‘In the Art Room’ with… Ginnie Chadwyck-Healey

Ginnie is a sustainable fashion advocate, stylist, fashion writer and Founder of VCH Style. Her passion lies in balancing the desire for newness with a grounded understanding of how our consumer ‘purchasing power’ impacts the planet. ⁠

We are blessed that this wonderful and creative lady has taken the time to answer some questions on how her upbringing shaped the person she is today, as well as tips on how she brings art into her own children’s daily life. Read on to find out more…

“There is an urgent need to slow down our rate of consumption, yet we need to be realistic. As consumers we will always be tempted but we have a duty, to both people and planet, to shop with greater consideration. It is the business of responsible fashion that interests me”

What did you study at school/university? Was creativity and art part of your home life growing up? What did you dream of being when you grew up?!

I studied Art History at St Andrews University. I had done Art A Level (with French and English) so it was a natural progression. The biggest boost was doing the Peggy Guggenheim internship in Venice. I will never forget that experience and would urge any youngsters to try for it. Our final night was a party on the roof of Peggy Guggenheim’s Palazzo. Who can boast that?!

To be honest I always wanted to be a fashion designer….until I took a tour of Central St Martins and realised how competitive it was going to be! So I really am in awe of the likes of Roksanda, Christopher Kane, Erdem who have all made it, because the talent you have to maintain, term after term, season after season to get to the top is like no other.  So I stuck to my other passion; writing…and wanted to be Editor of Vogue…(didn’t we all?!) I somehow made it to Vogue…. but on the commercial trajectory, which I loved. If someone had taught me early on that creative industries have a commercial arm to them it would have saved me a lot of time! You can be creative and have a commercial eye and vice versa. Never pigeon hole yourself to either one.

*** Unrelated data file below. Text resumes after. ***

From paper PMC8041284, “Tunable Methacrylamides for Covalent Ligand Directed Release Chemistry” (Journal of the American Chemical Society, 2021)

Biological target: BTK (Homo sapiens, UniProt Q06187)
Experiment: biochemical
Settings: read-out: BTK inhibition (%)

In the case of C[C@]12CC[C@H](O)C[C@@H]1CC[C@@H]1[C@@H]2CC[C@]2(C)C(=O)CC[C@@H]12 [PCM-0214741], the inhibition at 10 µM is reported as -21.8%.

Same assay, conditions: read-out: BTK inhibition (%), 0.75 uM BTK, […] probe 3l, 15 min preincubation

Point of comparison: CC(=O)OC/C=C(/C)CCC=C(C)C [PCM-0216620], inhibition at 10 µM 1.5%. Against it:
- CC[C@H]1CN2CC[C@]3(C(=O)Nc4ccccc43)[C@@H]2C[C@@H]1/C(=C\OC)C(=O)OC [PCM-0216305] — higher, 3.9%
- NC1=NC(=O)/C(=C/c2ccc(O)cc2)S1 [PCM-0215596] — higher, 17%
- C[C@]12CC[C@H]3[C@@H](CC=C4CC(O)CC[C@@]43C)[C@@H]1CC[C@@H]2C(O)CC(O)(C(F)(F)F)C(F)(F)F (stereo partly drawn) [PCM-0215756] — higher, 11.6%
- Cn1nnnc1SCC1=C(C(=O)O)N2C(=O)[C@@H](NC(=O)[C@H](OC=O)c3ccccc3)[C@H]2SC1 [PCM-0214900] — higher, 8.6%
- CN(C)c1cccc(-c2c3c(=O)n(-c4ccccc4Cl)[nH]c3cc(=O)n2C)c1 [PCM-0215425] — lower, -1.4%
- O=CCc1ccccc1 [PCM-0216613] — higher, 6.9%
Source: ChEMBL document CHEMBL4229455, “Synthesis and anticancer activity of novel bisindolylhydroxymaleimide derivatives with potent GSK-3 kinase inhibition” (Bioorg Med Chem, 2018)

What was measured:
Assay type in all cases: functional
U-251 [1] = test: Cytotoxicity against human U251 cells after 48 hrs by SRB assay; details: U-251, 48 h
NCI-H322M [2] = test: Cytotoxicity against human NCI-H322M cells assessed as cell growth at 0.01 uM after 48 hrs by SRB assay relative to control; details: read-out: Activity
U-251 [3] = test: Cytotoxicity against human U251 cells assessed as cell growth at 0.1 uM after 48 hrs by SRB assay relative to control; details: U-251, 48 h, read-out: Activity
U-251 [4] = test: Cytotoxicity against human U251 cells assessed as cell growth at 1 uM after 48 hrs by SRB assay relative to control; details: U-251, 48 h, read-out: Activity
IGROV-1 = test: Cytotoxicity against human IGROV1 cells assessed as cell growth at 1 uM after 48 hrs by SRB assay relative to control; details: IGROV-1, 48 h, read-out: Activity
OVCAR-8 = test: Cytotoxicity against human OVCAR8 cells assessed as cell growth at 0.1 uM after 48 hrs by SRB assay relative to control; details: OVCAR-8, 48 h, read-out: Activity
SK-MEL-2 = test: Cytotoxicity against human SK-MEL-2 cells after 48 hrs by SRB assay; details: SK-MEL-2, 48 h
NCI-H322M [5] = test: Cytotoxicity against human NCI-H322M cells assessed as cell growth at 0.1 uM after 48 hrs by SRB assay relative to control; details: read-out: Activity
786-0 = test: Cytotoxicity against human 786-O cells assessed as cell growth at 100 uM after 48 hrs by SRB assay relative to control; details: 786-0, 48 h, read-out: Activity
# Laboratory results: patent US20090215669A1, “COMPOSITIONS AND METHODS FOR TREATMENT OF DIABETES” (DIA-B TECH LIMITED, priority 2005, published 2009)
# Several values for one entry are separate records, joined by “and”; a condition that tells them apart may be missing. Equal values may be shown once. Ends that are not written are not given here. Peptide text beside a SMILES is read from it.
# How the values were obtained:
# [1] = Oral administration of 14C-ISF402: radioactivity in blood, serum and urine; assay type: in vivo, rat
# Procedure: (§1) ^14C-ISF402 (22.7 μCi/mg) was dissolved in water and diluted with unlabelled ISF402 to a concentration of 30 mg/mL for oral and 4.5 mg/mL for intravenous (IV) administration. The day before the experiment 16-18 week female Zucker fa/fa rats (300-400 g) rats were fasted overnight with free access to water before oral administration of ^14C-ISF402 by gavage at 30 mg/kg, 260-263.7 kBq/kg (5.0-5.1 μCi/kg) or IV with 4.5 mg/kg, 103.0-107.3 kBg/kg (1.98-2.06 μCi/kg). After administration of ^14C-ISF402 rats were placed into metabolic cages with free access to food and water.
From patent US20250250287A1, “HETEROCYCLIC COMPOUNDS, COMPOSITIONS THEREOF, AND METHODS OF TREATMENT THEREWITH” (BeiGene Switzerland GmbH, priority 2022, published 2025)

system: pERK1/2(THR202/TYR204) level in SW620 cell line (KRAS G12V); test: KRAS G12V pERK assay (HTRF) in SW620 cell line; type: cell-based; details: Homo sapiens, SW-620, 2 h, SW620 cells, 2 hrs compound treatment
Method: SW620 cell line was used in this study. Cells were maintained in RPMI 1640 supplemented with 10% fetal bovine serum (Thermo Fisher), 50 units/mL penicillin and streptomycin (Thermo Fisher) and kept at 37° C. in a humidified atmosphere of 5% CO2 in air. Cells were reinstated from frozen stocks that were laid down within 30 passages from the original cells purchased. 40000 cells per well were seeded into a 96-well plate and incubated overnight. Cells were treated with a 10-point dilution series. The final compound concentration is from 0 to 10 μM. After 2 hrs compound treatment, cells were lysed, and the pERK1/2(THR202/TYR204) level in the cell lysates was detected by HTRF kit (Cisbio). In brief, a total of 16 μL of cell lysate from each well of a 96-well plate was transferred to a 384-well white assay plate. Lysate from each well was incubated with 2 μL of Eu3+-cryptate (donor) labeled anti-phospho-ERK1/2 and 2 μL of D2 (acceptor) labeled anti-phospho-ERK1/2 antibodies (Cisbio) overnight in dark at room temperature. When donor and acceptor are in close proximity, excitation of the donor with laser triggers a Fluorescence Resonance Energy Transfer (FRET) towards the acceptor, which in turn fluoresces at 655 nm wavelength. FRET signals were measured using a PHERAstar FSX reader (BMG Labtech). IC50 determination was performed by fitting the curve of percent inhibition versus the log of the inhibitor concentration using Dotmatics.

How did your creative upbringing shape how you chose your career?

My mother is wonderful at painting. From painting birthday cards to illustrating weekly letters when I was at boarding school, to doing tapestry, she was the artist in residence growing up. My grandmother too. Every room in my childhood home has a framed work by either my mother or my grandmother. That’s enough to inspire a child. Fashion-wise, the pivotal fashion moment for me was Matthew Williamson’s 1994 graduation show at Central Saint Martins. I think we all fell in love with his use of colour that day. I certainly fell in love with the power of a great outfit.

How do you think a creative education gave you tools to be successful in your adult life? 

At school we were never necessarily pushed to be creative. (I went to a single sex boarding school, it was all about the grades). But we were pushed to believe we could achieve anything; be a bit gutsy, and at the same time be polite. So that was my approach. Brave, a tiny bit outspoken but with a thank you letter at the end! And I really was the person who constantly wrote to every magazine out there, and who bombarded Alexandra Shulman with requests for work experience at Vogue, and who thanked anyone, by handwritten letter, that would give me an interview. I guess I was trying to leave a lasting impression – never a bad thing. Working for myself now (vchstyle.com) you’ve got multiple strands; commercial, strategic, creative, authentic and damn gutsy.  It’s not easy, but if I can convince just one person to shop differently (with greater awareness) then something is working. It’s as if all those strands come together – like a great plait!